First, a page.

Tools to Help You Understand the Construction Industry

Tools to Help You Understand the Construction Industry

5 Signs You Should Choose Precast Concrete Kerbs

Tommy Franklin

If you're putting in kerbs on your commercial property, your two main options are to have the kerbs poured and formed on site or bring in precast concrete kerbs. Both commercial kerbing options have their pros and cons; however, if any of the following statements are true, you should consider precast concrete kerbs.

1. You Already Did Most of Your Concrete Work

If you're putting in a large parking lot in front of a store, walking paths through a development, or other types of concrete, you are already committed to doing a lot of concrete work. Since the trucks and the contractors will all be in the area, it makes sense to just pour the kerbs on site. However, if most of your concrete work is already done, you may want to opt for precast kerbs to make the process easier.

2. You Don't Want a Lot of Activity On Site

With precast concrete kerbs, the kerbs are formed off site and then the workers install them in your area. In contrast, if they pour the kerbs on site, they need to bring in concrete mixers, pumps, frames and other supplies. Precast is the best option if you don't want a lot of activity on your site. For example, you may want to minimise activity if you're trying to keep space as clear as possible for your customers or residents.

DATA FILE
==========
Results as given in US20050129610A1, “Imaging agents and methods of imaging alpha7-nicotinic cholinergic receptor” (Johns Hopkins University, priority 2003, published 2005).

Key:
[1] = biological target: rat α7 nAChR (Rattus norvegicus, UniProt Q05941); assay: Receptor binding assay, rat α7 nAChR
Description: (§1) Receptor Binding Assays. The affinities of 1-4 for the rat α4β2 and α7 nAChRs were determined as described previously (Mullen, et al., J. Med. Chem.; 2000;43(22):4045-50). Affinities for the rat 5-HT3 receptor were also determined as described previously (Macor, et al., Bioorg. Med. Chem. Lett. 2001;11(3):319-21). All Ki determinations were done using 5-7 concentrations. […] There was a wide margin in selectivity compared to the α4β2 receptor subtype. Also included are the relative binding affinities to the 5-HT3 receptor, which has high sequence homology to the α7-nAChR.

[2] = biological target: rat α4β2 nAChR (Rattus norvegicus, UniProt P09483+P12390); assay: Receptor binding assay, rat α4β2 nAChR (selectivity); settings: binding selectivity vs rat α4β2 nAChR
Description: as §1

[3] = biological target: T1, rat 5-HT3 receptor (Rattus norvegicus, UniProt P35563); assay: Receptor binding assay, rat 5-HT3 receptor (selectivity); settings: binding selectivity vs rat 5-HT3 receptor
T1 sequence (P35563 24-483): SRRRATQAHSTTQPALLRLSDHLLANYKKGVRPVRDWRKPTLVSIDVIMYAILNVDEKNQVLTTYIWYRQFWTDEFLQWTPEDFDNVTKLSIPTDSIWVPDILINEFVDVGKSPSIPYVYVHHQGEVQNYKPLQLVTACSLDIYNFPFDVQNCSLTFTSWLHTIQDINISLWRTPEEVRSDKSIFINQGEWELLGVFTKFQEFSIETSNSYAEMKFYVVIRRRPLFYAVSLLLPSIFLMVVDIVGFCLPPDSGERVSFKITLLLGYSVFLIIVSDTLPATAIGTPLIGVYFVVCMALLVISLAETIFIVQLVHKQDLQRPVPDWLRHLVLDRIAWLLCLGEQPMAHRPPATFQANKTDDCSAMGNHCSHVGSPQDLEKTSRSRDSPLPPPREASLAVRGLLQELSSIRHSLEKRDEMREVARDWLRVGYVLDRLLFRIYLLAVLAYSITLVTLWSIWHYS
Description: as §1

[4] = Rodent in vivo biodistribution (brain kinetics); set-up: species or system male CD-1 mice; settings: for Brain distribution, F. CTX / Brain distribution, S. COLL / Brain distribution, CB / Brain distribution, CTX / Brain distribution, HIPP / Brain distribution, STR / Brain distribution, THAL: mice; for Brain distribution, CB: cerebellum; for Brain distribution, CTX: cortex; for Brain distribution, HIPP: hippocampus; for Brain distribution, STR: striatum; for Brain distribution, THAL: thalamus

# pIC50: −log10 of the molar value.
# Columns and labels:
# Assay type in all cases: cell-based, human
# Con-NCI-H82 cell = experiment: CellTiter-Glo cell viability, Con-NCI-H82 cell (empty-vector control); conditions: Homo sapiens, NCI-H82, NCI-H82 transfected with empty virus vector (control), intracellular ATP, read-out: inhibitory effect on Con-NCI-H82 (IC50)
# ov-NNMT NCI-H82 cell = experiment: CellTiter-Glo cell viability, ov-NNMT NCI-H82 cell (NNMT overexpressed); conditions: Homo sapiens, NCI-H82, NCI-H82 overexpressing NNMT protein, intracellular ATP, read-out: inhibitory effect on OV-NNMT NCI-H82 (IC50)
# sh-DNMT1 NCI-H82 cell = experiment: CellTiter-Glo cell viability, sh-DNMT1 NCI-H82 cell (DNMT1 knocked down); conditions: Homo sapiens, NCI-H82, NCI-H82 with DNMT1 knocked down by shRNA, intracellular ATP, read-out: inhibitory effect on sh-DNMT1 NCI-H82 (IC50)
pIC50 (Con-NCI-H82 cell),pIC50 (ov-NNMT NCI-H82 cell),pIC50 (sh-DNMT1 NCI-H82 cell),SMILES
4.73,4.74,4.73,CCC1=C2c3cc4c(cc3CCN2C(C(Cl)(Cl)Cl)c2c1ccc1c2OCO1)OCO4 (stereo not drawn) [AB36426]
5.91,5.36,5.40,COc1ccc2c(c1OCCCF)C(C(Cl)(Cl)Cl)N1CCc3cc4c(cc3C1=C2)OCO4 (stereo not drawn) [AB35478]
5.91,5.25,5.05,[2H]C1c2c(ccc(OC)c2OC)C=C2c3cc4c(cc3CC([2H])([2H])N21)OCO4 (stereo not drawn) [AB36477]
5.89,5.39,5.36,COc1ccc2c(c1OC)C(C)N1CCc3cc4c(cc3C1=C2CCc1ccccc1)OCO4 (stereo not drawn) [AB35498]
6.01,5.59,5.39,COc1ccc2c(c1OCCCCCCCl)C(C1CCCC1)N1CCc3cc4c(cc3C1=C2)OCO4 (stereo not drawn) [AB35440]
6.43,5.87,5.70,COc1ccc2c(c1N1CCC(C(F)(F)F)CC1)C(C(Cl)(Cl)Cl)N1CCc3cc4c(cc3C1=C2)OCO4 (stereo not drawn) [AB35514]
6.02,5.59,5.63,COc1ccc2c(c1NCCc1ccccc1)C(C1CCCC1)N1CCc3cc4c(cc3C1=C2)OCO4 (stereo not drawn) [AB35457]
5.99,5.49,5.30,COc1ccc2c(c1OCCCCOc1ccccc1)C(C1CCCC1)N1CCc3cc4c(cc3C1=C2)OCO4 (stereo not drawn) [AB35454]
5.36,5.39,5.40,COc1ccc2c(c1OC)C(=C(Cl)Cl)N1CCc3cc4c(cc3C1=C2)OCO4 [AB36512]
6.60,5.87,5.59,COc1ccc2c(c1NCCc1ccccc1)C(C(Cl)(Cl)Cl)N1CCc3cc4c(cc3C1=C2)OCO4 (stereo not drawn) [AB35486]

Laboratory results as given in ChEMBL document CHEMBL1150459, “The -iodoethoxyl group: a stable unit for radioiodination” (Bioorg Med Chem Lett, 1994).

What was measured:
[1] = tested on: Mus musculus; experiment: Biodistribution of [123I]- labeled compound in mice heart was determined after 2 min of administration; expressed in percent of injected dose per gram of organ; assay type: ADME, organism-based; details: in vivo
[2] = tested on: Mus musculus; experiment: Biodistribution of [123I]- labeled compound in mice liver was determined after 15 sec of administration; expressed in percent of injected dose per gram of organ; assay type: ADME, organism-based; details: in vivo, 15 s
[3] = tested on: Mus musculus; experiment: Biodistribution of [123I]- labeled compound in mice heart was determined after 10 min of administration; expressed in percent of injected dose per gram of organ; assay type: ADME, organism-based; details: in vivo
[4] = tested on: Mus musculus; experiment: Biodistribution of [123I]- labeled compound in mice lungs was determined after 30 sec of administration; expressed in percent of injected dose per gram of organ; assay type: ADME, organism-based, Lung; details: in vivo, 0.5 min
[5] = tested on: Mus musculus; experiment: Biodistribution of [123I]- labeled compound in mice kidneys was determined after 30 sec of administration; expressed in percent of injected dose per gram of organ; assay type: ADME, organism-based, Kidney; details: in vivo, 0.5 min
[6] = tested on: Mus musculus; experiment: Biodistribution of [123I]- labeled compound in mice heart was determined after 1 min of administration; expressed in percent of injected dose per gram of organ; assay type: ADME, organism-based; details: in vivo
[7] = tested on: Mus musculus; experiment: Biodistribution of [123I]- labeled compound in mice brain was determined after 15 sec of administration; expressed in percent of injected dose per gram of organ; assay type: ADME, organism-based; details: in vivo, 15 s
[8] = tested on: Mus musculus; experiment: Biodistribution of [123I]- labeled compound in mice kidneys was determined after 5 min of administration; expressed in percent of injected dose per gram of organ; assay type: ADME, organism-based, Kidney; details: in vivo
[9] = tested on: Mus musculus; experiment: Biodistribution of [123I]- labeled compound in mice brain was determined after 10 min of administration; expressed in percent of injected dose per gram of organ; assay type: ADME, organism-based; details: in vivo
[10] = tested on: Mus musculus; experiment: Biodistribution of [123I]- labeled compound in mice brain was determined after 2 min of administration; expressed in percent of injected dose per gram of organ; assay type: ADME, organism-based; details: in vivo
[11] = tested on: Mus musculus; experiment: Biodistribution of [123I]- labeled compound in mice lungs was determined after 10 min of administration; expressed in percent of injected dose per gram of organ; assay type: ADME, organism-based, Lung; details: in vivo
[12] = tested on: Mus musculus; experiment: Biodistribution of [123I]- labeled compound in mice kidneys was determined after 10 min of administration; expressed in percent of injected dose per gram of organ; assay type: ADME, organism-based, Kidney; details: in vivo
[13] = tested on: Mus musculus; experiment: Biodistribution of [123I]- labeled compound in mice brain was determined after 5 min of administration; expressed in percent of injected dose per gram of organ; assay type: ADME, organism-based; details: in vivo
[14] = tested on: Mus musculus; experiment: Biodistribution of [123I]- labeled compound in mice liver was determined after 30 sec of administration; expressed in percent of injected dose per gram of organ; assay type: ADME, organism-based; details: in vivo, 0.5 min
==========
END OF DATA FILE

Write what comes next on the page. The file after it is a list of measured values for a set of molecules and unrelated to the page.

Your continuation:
3. You Are Doing a Small Kerbing Project

Precast kerbs also make sense for small projects. If you're simply lining a short walking path with kerbs, putting in kebring around landscaping, or repairing a small bit of kerbing then you may want to work with a commercial kerbing crew that specialises in precast concrete.

4. You Want Special Designs in Your Kerb

When manufacturers create precast kerbs, they can make them in all kinds of shapes, including cobblestone or brick-inspired. They can also add colours or stamp on commercial logos or business names. While that can be possible on site, it takes more time and brings more work crews into your space.

5. You Want to Minimise Structural Weaknesses

Arguably, precast concrete has fewer structural weaknesses than concrete that is poured on site. In particular, unwanted moisture content and air bubbles aren't an issue with precast concrete. Because this concrete is made in a controlled environment, the manufacturers never have to worry about unwanted humidity or fluctuating temperatures as you do when you're pouring concrete outside.


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Tools to Help You Understand the Construction Industry

To be a savvy consumer, you need to understand a little bit about the industry you are engaging with. For example, if you don't know anything about car repairs, you risk getting bad advice. This blog is devoted to teaching readers about construction. There are going to be a few DIY posts, some advice on hiring construction crews, a look at products such as surety bonds for construction projects, and more. There may also be posts on industries related to the construction industry. I hope these posts give you the "tools" you need to be a savvy consumer. Take a look around, and if you like the posts, please share them on social media. Thanks for reading.